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date formatting – Why is this format "[$-F400]h:mm:ss\ AM/PM" a 24 hour format in Excel?

Posted by: admin May 14, 2020 Leave a comment

Questions:

And yet this one [$-409]h:mm:ss\ AM/PM;@ is not and shows AM/PM correctly?

I’m using NPOI to read from a Excel file and extract some useful data for my app. While I was parsing dates, I stumbled across this interesting case.

This date 16:00:00 (4 o'clock in the afternoon) with this format [$-F400]h:mm:ss\ AM/PM is showing as 16:00:00 in excel.

Yet a similar format, [$-409]h:mm:ss\ AM/PM;@, shows 04:00:00 PM, which I believe is correct because of the AM/PM notation at the end of the format string.

My excel version is this one: Microsoft® Office Excel® 2007 (12.0.6665.5003) SP3 MSO (12.0.6662.5000)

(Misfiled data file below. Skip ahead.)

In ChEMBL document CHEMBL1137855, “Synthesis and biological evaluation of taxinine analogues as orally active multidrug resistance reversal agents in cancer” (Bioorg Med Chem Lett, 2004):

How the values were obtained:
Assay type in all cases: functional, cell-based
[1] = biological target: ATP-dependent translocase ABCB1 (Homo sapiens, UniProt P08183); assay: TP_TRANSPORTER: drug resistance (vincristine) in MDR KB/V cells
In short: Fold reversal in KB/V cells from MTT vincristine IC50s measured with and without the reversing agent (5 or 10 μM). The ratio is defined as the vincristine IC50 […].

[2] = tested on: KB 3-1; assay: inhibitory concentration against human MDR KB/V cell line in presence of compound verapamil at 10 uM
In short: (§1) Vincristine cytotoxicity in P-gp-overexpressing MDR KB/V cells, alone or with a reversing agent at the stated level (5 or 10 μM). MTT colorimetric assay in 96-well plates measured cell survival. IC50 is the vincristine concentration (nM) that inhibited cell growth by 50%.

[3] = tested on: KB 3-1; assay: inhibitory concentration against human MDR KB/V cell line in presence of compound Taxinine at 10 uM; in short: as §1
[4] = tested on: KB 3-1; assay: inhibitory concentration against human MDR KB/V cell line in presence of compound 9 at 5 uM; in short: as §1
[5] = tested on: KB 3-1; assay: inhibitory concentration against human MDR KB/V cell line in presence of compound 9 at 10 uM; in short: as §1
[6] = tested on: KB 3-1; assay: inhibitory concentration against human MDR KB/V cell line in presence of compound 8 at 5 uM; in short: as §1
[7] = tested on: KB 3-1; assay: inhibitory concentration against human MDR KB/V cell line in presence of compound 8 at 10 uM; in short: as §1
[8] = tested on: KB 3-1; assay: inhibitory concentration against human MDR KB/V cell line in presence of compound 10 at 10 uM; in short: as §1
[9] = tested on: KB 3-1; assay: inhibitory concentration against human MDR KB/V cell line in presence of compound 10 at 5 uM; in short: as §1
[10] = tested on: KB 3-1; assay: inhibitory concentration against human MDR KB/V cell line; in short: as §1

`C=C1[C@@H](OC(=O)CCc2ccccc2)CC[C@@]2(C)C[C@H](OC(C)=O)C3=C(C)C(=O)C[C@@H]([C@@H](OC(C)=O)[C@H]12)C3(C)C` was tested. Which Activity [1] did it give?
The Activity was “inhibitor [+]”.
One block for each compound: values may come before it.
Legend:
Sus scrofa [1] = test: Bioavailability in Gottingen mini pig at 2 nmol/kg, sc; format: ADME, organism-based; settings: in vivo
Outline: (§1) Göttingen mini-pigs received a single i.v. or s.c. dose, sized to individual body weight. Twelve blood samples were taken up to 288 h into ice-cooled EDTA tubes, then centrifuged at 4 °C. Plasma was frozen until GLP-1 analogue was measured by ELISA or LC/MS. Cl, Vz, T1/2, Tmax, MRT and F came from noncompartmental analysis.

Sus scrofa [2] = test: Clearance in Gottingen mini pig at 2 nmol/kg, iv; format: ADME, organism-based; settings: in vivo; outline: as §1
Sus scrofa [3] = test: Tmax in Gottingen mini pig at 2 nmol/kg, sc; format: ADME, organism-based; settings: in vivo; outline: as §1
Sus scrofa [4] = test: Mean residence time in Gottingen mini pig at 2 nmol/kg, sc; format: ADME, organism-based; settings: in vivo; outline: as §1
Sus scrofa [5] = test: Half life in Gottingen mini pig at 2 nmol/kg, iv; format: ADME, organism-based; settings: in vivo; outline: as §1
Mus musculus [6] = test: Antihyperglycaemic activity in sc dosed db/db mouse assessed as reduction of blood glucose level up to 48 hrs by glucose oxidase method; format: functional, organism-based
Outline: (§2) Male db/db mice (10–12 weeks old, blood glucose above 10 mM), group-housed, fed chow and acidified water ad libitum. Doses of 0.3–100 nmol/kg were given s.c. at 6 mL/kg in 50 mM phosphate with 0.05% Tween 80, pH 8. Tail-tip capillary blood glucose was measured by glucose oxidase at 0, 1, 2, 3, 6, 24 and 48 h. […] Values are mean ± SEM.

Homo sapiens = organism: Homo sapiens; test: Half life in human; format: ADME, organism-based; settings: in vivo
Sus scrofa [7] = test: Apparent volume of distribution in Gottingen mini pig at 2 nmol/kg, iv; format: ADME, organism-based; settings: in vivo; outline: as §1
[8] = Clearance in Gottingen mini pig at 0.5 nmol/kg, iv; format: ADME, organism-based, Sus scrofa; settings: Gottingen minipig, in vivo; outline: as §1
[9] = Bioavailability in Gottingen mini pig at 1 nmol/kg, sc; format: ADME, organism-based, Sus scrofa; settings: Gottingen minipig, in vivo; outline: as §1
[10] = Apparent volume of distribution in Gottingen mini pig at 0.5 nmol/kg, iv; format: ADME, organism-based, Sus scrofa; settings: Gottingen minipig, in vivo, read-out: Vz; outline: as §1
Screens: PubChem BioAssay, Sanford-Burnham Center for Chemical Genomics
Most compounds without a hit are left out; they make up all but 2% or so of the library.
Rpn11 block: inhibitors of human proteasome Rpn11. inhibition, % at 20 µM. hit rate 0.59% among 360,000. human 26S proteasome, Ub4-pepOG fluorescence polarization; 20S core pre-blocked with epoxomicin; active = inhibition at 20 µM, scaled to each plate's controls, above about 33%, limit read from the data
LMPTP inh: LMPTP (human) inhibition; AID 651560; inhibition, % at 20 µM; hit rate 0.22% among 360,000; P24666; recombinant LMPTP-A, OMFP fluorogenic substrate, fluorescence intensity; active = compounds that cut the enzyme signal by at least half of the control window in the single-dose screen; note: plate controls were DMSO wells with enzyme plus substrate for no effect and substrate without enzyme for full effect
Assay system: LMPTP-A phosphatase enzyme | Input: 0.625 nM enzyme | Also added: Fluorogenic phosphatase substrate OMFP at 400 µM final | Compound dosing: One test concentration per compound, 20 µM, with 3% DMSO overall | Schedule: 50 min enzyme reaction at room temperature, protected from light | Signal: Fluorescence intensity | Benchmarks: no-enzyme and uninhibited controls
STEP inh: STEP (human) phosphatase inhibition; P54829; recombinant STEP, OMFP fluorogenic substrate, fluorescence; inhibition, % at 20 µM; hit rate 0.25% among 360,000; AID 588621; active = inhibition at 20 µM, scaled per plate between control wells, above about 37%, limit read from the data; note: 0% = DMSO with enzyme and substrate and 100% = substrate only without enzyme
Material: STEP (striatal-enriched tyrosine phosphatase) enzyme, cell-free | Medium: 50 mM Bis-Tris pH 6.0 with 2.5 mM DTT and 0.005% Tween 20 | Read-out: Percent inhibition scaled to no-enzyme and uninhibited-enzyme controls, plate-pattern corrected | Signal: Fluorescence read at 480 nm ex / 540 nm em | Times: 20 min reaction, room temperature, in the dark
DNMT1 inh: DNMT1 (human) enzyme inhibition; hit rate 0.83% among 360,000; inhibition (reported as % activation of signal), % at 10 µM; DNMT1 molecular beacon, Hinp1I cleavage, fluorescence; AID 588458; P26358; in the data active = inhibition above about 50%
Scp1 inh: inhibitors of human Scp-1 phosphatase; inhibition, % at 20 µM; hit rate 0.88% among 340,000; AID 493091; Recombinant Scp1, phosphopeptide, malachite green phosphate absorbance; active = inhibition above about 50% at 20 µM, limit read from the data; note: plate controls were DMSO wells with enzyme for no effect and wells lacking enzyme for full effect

And I’m using the latest version of NPOI (got from the source code), which interprets [$-F400]h:mm:ss\ AM/PM as hh:mm:ss tt (which doesn’t match the way excel shows it)

I know that [$-XXXX] is the locale, I don’t know about ;@.

Why, depending on the circunstances, excel is completely ignoring the AM/PM part?

EDIT: It appears the @ is a text-placeholder for AM/PM it seems. Is the absence of this token forcing excel to show a 24-hour format?

How to&Answers:

As @pnuts commented, this link indicates that Excel uses a special sequence for system default.

“The cause is, that Excel uses an (undocumented) escape sequence for
“system default”. This is [$-F800] for date, long system default
[$-F400] for time, system default”.

NPOI completely ignores locale information, as it’s passed as a parameter to the DataFormatter. So, instead of using the system default, it parses the “AM/PM” part and shows a 12-hour format, instead of the 24-hour system default

I’ve solved my problem by changing the source code of the library to suit my needs in this case.